Bowen’s novels are full of servants and other working-class characters, and they are by no means all walk-on parts, though they are sometimes possessors of peculiar speech habits. They often stand in the novels for energy, straightforwardness and a capacity for warmth and feeling that Bowen clearly admired. In Death of the Heart, for instance, the seaside household of the Heccomb family is portrayed as lively, humorous and good at enjoying themselves, in absolute contrast to the repressed and mannered tastefulness of the Quayne family in Regent’s Park. While Portia, the unhappy orphan at the centre of the novel, relies on the kindness of the housekeeper in a house where she is continually let down by her adoptive family and their friends. The two young working-class women in The Heat of the Day are affectionally drawn, and the birth of Louie’s illegitimate baby at the end of the novel is a positive, life-affirming moment, strikingly at odds with references throughout the novel to false or phantom pregnancies, which yield questions and secrets rather than living infants.
Bowen, it seems – or at least it is rumoured – was briefly a member of the British Communist Party, like many of her friends and fellow writers, and though this by no means guaranteed sympathy with or knowledge about working-class people, let alone identification with their far greater vulnerability in wartime London, it is not without significance. Bowen was an only child. Her father suffered for many years from a serious breakdown, so that her mother took Elizabeth to England, where she died when her daughter was only thirteen. Thereafter, her life was spent in boarding schools and with an aunt, though she did live with her father in Ireland during the holidays. All this certainly introduced her to one version of social exile, a particular form of rootlessness and homelessness, which is like the experience of many of her heroines. She was also, it has to be said, seduced by grand old houses, and the Irish one in this novel, which Stella’s son inherits, is clearly based on Bowen’s Court, which the author inherited from her father.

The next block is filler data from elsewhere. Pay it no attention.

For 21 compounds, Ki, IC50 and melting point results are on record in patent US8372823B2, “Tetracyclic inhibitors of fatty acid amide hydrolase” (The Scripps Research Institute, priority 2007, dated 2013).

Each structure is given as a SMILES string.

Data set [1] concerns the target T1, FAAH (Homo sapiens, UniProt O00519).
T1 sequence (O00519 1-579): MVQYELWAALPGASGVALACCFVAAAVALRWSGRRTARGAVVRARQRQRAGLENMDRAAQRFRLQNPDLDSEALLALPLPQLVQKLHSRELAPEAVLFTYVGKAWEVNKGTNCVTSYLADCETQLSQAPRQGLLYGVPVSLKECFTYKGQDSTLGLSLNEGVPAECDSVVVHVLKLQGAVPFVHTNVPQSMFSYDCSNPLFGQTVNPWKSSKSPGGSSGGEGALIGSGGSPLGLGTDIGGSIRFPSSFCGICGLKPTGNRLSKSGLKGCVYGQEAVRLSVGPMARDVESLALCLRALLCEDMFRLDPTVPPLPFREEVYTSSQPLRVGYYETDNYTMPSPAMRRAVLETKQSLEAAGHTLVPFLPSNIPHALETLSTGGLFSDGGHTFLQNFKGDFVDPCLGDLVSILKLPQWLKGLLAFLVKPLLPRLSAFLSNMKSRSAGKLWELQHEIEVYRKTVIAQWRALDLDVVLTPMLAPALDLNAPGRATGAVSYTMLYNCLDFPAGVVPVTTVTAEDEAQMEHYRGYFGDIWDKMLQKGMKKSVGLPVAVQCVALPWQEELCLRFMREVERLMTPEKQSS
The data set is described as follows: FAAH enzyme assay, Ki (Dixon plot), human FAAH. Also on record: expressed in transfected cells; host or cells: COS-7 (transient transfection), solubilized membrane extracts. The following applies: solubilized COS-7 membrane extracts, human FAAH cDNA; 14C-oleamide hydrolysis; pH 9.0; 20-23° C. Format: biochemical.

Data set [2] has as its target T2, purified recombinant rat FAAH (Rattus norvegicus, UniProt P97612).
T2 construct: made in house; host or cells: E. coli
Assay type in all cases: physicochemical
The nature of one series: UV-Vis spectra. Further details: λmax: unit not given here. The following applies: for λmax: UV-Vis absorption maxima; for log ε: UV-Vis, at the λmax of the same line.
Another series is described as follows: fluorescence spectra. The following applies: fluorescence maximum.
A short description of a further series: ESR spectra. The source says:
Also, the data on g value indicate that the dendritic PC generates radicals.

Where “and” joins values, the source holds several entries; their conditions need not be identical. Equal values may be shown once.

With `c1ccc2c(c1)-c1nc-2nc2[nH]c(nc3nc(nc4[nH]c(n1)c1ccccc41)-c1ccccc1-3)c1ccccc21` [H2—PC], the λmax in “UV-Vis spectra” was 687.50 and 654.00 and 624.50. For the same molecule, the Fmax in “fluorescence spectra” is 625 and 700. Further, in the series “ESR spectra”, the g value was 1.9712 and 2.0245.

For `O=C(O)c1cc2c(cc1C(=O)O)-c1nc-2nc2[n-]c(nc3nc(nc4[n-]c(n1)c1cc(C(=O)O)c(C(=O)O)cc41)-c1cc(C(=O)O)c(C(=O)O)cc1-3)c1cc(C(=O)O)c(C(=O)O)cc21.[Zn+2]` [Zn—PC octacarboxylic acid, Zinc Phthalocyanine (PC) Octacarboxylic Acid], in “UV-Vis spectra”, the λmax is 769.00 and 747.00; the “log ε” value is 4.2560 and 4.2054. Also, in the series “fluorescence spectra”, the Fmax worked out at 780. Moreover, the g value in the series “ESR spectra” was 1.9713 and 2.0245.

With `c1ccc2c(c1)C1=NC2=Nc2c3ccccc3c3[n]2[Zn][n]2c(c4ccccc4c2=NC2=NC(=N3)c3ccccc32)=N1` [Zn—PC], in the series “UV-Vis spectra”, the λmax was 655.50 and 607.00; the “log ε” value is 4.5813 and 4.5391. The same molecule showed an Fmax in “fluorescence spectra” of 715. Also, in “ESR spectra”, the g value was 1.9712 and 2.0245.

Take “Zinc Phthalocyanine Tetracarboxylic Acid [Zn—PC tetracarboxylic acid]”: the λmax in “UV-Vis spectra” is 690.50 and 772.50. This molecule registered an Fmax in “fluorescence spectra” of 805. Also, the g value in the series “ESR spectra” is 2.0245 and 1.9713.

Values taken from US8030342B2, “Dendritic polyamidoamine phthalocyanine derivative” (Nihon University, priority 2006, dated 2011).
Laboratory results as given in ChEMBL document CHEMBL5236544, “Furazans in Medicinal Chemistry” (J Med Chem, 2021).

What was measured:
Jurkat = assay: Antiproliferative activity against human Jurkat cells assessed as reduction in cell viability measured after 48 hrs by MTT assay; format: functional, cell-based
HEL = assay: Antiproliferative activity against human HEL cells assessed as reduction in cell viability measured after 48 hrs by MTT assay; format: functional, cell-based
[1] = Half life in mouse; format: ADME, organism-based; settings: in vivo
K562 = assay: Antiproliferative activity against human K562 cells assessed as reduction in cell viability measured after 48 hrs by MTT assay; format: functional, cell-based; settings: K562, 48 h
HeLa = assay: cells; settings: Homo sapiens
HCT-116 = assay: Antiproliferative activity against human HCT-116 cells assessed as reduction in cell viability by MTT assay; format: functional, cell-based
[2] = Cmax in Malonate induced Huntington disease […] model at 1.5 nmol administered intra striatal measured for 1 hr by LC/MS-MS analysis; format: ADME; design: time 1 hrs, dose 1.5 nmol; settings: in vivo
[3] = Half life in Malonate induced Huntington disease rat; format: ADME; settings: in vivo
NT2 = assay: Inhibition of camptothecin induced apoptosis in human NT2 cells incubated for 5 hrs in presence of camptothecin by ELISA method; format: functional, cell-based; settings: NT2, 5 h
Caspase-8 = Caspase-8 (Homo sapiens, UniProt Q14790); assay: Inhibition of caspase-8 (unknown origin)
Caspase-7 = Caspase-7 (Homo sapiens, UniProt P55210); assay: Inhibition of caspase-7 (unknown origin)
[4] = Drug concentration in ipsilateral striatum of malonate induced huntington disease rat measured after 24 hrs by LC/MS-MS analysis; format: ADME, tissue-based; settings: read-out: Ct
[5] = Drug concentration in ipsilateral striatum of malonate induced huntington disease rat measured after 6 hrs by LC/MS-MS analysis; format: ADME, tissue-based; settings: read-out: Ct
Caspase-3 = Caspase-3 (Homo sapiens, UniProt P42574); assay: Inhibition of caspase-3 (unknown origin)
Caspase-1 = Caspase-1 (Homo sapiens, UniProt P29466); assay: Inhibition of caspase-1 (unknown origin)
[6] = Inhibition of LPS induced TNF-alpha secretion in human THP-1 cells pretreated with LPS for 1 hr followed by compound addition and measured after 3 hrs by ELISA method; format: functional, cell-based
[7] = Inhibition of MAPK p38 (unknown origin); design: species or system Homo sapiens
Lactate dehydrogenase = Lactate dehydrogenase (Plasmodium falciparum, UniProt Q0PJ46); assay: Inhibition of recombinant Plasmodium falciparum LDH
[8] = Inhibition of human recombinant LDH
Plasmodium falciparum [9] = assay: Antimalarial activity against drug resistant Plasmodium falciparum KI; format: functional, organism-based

The Heat of the Day is also remembered as a novel about spying. It is sometimes compared with Graham Greene’s The Ministry of Fear and not always to Bowen’s advantage. Readers have wondered why Robert spies for the Nazis rather than the Russians, though it is likely that spying for the Russians would have carried too many distracting ambiguities in 1942. Nor do we know what kinds of secrets he was handing over or to whom. Are we to assume that Robert seriously impedes the war effort and may even have caused the death of friends and colleagues? Bowen wilfully denies us satisfaction on these points and concentrates instead on the dilemma Robert poses for Stella. When she does finally confront him with Harrison’s accusation and her own two-month delay in telling him about it, his first instinct is to lie, and he does this convincingly for a moment, and then blusteringly proposes marriage. Stella only knows for certain that he has been spying when Harrison is able to pinpoint the exact moment when she asked Robert if he was a spy: a moment that was followed, just as Harrison had predicted it would be, by instant moves to cover his tracks.